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      From the Hills of Efraim
      by Yisrael Medad
      This blog will be informative, highlight foibles, will be assertively contentious and funny and wryly satirical.
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      Yisrael Medad is a revenant resident of Shiloh, in the Hills of Efrayim north of Jerusalem.  He arrived in Israel with his wife, Batya, in 1970 and lived in the renewing Jewish Quarter, eventually moving to Shiloh in 1981. 

      Currently the Menachem Begin Center's Information Resource Director, he has previously been director of Israel's Media Watch, a Knesset aide to three Members of Knesset and a lecturer in Zionist History.  He assists the Yesha Council in it's contacts with the Foreign Media in a volunteer capacity, is active on behalf of Jewish rights on the Temple Mount and is involved in various Jewish and Zionist activist causes.  He contributes a Hebrew-language media column to Besheva and publishes op-eds in the Jerusalem Post and other periodicals.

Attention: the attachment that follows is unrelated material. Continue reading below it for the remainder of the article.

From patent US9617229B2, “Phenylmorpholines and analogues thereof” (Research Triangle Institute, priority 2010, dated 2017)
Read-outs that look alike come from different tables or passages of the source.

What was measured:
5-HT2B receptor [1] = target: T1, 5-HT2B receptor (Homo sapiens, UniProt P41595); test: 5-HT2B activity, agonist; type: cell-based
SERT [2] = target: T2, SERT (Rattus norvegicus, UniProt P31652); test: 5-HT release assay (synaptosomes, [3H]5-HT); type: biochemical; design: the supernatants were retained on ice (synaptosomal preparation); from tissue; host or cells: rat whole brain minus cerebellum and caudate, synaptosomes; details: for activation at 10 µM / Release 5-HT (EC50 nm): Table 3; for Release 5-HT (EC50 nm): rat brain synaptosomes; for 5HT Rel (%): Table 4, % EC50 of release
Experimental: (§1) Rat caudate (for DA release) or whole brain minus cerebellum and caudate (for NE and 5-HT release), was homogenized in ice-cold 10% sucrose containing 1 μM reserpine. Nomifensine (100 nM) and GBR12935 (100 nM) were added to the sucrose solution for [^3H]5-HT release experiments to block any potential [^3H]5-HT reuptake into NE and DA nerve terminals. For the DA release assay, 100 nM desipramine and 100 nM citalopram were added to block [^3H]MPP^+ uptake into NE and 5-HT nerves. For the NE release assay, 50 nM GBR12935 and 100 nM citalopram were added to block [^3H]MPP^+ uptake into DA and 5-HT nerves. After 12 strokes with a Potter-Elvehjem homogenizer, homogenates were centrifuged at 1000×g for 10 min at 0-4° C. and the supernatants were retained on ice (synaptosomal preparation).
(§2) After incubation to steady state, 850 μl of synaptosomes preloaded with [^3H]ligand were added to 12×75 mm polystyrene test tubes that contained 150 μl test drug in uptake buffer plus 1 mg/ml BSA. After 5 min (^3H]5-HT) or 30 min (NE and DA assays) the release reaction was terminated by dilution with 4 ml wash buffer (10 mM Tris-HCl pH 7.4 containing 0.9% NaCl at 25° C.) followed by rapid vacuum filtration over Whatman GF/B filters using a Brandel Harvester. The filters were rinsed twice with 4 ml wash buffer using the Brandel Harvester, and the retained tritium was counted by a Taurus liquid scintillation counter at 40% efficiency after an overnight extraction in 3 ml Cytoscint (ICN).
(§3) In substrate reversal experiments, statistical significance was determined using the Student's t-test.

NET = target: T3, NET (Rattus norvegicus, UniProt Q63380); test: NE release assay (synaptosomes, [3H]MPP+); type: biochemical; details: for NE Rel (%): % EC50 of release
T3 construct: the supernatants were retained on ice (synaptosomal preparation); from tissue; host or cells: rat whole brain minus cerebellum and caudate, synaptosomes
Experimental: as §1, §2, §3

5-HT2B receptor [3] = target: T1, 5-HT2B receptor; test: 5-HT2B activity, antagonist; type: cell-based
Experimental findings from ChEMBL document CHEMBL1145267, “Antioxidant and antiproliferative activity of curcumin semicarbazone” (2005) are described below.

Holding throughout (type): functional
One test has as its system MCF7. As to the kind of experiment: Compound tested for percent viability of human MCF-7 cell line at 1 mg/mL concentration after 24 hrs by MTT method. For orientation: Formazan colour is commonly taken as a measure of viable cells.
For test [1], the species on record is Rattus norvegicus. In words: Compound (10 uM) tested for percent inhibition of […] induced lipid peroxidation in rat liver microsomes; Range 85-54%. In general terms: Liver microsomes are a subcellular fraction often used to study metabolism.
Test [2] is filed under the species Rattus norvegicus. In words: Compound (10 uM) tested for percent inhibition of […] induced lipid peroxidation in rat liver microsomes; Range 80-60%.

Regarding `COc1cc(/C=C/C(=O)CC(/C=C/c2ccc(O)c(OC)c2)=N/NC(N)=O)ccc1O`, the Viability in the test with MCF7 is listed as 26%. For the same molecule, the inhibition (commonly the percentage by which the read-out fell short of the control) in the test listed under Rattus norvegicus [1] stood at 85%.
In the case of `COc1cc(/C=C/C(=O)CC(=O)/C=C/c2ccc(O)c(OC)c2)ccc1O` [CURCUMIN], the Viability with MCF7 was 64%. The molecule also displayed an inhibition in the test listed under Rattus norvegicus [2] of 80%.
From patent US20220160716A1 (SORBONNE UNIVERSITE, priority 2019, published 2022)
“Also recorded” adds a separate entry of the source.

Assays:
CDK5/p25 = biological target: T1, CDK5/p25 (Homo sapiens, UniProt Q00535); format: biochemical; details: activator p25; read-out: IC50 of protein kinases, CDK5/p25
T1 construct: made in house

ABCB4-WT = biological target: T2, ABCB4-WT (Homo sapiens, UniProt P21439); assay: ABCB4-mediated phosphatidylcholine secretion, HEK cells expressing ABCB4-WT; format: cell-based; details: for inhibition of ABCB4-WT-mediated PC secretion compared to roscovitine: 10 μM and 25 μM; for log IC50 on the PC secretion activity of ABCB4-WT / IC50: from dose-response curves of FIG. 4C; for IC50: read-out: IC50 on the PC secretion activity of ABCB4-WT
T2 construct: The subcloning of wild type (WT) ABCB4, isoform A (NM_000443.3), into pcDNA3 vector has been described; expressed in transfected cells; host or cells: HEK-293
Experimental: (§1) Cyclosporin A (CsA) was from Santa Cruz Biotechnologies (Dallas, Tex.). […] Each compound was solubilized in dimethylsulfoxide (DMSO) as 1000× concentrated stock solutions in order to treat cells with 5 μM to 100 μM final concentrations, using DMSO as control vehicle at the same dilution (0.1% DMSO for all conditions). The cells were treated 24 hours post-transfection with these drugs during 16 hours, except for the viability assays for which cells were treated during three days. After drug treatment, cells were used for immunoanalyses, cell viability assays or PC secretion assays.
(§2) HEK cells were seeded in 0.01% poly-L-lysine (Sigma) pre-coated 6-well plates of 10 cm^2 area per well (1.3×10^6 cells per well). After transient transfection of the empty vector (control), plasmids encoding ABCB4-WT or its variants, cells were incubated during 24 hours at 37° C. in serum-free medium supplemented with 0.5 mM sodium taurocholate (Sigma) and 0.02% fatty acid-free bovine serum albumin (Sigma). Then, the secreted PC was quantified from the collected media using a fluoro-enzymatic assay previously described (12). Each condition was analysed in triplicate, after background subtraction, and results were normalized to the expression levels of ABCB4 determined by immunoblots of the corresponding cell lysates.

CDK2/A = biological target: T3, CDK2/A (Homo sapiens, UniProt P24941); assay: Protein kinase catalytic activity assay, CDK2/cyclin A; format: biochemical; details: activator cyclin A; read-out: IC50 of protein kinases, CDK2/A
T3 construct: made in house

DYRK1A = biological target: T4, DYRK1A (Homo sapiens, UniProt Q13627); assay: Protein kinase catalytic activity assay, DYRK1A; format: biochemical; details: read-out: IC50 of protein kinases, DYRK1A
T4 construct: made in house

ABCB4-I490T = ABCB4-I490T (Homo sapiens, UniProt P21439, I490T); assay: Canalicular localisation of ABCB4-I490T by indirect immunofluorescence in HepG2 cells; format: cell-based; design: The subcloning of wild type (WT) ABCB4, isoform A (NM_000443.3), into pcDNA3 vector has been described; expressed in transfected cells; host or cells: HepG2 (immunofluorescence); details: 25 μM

He also blogs at MyRightWord in English and, in Hebrew, at The Right Word.

      Sivan 20, 5769, 6/12/2009

      The Natural Growth Of The "West Bank"


      As you probably are aware, an American citizen whose child is born in Jerusalem, anywhere is Jerusalem, east or west, will have his birth registration and passport marked as being stateless.  Just "Jerusalem" will be penned in on the line.

      Now, there's something new, seemingly as of last year.

      If a child is born at home in one of the Jewish communities in Yesha, the registration of birth and passport will carry (Shiloh or Efrat or Hebron), "West Bank".